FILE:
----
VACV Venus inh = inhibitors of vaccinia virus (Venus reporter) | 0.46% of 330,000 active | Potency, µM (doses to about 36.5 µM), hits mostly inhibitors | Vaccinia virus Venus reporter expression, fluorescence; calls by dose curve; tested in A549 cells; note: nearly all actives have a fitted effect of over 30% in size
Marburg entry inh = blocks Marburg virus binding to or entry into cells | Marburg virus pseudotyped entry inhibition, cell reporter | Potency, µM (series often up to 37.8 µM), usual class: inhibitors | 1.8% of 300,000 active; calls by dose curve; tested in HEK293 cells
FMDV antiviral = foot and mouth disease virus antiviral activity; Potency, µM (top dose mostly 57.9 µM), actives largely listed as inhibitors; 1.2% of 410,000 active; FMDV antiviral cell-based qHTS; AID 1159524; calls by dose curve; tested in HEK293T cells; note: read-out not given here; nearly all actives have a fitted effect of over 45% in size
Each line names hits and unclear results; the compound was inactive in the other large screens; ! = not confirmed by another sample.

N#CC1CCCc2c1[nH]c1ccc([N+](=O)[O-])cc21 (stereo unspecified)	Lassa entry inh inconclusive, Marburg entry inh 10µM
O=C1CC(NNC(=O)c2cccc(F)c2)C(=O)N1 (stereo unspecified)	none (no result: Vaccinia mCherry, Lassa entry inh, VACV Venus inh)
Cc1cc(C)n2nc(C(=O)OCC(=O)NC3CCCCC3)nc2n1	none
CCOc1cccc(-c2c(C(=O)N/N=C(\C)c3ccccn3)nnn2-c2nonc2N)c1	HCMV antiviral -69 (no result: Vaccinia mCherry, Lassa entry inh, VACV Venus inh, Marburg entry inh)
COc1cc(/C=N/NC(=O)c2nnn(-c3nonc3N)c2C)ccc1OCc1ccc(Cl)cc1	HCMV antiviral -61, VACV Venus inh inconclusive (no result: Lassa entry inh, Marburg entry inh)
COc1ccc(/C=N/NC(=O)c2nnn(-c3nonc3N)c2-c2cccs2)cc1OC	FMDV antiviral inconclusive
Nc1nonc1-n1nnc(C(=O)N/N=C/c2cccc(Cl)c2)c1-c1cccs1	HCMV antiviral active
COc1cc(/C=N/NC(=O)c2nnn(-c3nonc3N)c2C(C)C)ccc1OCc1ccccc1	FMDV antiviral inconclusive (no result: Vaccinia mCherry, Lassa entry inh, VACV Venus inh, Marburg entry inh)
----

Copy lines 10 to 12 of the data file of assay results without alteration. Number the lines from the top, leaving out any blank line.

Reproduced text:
COc1ccc(/C=N/NC(=O)c2nnn(-c3nonc3N)c2-c2cccs2)cc1OC	FMDV antiviral inconclusive
Nc1nonc1-n1nnc(C(=O)N/N=C/c2cccc(Cl)c2)c1-c1cccs1	HCMV antiviral active
COc1cc(/C=N/NC(=O)c2nnn(-c3nonc3N)c2C(C)C)ccc1OCc1ccccc1	FMDV antiviral inconclusive (no result: Vaccinia mCherry, Lassa entry inh, VACV Venus inh, Marburg entry inh)